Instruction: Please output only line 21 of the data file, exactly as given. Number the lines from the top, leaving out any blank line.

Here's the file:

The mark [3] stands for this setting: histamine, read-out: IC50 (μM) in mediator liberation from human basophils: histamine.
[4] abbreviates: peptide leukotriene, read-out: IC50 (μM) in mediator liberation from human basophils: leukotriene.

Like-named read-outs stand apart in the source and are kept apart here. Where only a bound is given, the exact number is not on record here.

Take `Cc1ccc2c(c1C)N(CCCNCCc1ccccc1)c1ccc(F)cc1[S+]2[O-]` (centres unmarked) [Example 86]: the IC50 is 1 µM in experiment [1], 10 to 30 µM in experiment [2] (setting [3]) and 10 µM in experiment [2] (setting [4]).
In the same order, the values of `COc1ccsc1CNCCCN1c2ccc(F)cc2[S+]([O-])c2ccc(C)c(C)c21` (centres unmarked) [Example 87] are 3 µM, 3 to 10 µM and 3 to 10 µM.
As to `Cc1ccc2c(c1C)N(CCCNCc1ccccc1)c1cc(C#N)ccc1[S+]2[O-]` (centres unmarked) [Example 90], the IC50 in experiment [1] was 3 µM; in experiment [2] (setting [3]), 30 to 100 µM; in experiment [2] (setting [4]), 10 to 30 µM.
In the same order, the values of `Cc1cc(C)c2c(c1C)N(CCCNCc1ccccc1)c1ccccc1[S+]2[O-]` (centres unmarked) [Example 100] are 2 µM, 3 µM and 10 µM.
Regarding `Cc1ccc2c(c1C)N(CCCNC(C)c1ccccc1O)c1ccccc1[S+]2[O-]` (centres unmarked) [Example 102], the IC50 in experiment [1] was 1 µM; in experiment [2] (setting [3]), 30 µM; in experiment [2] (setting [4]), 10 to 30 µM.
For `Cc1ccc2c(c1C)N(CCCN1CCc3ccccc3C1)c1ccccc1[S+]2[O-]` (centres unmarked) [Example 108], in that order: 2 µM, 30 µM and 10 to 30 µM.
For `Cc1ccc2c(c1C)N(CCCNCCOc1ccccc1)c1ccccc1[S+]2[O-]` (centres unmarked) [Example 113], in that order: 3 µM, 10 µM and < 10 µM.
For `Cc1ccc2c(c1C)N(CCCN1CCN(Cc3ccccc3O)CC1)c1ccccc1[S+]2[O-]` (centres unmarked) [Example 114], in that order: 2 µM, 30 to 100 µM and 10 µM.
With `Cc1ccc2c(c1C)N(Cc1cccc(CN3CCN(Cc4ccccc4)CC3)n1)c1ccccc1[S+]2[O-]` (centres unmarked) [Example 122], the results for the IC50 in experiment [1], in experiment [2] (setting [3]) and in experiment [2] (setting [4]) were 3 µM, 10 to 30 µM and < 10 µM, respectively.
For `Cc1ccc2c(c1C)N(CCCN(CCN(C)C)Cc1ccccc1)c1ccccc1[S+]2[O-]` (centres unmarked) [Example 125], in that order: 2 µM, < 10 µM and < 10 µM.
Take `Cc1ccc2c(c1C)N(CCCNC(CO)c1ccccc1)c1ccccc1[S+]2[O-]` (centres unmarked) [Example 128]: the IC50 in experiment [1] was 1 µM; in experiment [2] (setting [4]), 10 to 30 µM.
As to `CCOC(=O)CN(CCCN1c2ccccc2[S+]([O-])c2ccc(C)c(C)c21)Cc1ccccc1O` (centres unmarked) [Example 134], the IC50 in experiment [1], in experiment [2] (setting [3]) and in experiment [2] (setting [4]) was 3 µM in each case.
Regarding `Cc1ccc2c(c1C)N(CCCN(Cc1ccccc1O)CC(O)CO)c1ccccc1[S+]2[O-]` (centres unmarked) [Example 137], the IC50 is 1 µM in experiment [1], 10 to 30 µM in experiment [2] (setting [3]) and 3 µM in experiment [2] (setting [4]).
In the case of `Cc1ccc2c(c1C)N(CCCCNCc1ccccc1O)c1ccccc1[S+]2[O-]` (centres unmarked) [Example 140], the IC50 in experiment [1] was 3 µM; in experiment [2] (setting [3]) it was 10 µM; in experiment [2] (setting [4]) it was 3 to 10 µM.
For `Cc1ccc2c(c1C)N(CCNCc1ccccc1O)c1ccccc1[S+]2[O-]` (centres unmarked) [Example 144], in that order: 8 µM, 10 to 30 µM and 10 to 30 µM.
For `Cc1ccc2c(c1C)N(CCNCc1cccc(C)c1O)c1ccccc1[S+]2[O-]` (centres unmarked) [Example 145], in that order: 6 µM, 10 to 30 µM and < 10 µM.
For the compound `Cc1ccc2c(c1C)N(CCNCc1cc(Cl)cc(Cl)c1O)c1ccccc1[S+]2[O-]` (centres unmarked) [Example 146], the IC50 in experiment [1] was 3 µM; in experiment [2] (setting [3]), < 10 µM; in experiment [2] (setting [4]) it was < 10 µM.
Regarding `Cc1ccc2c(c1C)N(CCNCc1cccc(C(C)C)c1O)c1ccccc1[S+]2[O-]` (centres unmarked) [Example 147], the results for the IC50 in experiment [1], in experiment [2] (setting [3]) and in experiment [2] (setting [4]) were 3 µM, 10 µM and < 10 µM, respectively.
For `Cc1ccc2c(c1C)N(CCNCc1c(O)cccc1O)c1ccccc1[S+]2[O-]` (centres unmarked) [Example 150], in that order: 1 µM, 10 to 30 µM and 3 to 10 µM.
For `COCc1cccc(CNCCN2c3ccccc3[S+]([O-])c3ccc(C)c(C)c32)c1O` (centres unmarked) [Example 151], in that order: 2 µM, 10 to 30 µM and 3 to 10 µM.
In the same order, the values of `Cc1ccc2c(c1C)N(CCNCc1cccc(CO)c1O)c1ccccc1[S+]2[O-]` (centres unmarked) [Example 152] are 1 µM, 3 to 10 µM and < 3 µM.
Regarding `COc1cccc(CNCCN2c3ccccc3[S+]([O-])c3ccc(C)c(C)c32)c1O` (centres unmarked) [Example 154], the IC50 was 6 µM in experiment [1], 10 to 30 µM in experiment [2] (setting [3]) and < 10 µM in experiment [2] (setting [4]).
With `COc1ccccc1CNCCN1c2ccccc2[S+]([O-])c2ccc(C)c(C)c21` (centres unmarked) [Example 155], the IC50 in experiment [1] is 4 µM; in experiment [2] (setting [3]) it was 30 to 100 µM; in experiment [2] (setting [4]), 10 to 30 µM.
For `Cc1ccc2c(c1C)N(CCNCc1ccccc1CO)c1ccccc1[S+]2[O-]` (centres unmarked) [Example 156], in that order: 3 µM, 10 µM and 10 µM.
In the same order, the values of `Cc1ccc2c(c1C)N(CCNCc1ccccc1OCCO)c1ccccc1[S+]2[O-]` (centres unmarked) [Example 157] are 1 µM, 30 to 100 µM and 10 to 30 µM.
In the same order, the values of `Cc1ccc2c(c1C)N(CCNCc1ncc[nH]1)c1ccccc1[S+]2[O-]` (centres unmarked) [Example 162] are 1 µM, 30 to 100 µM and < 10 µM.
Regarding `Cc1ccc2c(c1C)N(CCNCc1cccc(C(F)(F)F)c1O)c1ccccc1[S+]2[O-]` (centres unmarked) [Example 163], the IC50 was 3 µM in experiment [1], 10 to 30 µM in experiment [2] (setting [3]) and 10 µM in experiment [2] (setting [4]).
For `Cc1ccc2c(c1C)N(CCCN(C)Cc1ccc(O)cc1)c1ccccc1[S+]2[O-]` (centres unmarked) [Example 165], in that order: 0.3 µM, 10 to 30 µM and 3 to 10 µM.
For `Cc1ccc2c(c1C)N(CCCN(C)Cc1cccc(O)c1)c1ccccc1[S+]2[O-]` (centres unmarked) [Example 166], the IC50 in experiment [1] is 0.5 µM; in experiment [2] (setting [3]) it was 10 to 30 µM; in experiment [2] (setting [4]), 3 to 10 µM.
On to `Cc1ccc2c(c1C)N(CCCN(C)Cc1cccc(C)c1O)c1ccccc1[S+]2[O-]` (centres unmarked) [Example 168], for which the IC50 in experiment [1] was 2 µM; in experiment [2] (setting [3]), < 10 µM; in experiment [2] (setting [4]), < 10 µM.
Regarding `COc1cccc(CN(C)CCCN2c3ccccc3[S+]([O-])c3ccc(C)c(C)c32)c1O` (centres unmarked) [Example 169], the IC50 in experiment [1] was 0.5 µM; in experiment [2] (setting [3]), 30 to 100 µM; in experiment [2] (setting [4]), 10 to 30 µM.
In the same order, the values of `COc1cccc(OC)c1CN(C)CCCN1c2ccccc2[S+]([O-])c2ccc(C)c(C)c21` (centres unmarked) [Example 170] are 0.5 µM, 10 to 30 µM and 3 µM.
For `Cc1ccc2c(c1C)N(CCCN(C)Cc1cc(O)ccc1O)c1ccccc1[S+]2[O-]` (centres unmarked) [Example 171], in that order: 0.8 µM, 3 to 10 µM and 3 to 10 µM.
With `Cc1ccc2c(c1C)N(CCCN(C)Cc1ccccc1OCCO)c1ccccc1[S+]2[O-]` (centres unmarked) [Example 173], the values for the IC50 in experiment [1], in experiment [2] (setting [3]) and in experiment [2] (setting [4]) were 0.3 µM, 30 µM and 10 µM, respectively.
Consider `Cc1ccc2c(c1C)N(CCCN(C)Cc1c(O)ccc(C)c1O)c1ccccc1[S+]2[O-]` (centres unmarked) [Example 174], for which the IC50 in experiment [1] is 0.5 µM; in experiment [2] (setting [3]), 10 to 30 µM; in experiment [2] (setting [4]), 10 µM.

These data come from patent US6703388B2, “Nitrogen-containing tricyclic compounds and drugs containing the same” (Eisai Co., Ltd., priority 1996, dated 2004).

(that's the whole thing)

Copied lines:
Regarding `Cc1ccc2c(c1C)N(CCNCc1cccc(C(C)C)c1O)c1ccccc1[S+]2[O-]` (centres unmarked) [Example 147], the results for the IC50 in experiment [1], in experiment [2] (setting [3]) and in experiment [2] (setting [4]) were 3 µM, 10 µM and < 10 µM, respectively.